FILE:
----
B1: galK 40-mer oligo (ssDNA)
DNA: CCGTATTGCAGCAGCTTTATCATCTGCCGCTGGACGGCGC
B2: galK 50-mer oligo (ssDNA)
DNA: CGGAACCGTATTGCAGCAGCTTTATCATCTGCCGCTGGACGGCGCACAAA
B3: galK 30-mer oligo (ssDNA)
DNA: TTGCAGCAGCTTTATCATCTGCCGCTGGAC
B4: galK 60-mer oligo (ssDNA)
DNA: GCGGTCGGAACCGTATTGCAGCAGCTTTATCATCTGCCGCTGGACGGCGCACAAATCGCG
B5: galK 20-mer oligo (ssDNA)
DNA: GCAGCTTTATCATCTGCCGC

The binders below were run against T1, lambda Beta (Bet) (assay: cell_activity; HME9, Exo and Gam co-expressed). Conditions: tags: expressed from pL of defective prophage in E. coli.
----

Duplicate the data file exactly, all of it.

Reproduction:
B1: galK 40-mer oligo (ssDNA)
DNA: CCGTATTGCAGCAGCTTTATCATCTGCCGCTGGACGGCGC
B2: galK 50-mer oligo (ssDNA)
DNA: CGGAACCGTATTGCAGCAGCTTTATCATCTGCCGCTGGACGGCGCACAAA
B3: galK 30-mer oligo (ssDNA)
DNA: TTGCAGCAGCTTTATCATCTGCCGCTGGAC
B4: galK 60-mer oligo (ssDNA)
DNA: GCGGTCGGAACCGTATTGCAGCAGCTTTATCATCTGCCGCTGGACGGCGCACAAATCGCG
B5: galK 20-mer oligo (ssDNA)
DNA: GCAGCTTTATCATCTGCCGC

The binders below were run against T1, lambda Beta (Bet) (assay: cell_activity; HME9, Exo and Gam co-expressed). Conditions: tags: expressed from pL of defective prophage in E. coli.